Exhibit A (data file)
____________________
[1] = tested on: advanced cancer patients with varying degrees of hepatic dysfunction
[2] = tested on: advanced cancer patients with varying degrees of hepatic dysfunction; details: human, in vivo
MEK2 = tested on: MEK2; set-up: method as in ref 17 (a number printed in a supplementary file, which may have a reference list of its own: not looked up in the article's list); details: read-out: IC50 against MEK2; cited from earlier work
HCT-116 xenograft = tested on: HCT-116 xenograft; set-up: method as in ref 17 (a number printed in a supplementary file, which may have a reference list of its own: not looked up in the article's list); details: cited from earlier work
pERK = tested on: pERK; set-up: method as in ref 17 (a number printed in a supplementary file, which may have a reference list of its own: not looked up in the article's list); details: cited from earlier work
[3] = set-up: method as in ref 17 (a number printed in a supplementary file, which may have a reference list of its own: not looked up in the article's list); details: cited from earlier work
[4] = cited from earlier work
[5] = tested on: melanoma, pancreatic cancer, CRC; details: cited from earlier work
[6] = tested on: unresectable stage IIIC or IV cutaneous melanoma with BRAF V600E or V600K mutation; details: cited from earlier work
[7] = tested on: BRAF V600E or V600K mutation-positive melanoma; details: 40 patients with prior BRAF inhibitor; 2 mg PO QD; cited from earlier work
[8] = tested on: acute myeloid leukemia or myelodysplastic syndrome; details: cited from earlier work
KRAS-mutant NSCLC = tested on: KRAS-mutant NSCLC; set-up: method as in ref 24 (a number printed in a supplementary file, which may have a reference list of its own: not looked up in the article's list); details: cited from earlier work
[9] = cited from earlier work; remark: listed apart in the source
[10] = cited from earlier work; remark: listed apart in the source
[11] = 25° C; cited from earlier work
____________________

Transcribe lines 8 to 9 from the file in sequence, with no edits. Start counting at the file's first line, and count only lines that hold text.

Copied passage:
[5] = tested on: melanoma, pancreatic cancer, CRC; details: cited from earlier work
[6] = tested on: unresectable stage IIIC or IV cutaneous melanoma with BRAF V600E or V600K mutation; details: cited from earlier work